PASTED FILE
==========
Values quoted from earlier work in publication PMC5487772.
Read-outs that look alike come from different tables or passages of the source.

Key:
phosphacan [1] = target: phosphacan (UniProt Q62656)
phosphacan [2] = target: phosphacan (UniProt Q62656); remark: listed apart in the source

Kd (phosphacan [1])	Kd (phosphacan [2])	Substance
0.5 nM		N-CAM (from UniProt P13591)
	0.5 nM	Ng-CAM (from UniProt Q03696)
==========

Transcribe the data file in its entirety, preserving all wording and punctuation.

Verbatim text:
Values quoted from earlier work in publication PMC5487772.
Read-outs that look alike come from different tables or passages of the source.

Key:
phosphacan [1] = target: phosphacan (UniProt Q62656)
phosphacan [2] = target: phosphacan (UniProt Q62656); remark: listed apart in the source

Kd (phosphacan [1])	Kd (phosphacan [2])	Substance
0.5 nM		N-CAM (from UniProt P13591)
	0.5 nM	Ng-CAM (from UniProt Q03696)